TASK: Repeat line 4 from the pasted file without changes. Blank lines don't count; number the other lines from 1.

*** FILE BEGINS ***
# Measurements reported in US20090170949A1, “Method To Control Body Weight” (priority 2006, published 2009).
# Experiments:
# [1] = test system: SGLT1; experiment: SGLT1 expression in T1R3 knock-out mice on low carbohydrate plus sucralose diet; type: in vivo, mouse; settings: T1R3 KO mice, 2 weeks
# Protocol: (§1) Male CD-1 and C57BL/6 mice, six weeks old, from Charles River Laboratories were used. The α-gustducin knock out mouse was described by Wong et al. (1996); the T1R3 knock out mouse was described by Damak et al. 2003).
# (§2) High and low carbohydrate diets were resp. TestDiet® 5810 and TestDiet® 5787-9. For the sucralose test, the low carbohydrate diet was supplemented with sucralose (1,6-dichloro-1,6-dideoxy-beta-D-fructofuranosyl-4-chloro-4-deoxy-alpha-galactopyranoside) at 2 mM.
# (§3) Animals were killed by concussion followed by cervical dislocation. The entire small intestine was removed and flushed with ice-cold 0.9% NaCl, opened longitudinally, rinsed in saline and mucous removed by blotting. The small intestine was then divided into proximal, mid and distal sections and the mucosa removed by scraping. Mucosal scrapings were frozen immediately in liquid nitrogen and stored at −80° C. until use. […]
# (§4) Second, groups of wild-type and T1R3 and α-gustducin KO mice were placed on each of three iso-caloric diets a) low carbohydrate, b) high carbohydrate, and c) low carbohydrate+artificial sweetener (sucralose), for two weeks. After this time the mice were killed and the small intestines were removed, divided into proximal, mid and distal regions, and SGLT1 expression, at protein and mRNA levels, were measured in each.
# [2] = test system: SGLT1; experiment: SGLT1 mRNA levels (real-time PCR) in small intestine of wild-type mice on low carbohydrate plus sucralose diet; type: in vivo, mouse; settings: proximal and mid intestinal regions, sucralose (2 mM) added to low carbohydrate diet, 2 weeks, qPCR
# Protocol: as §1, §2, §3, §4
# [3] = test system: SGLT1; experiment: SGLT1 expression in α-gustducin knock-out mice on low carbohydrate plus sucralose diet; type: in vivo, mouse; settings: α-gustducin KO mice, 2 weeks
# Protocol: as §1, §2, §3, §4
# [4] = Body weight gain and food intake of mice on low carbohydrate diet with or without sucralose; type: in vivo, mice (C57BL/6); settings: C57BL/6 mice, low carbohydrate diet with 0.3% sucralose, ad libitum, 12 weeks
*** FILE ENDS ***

# Protocol: (§1) Male CD-1 and C57BL/6 mice, six weeks old, from Charles River Laboratories were used. The α-gustducin knock out mouse was described by Wong et al. (1996); the T1R3 knock out mouse was described by Damak et al. 2003).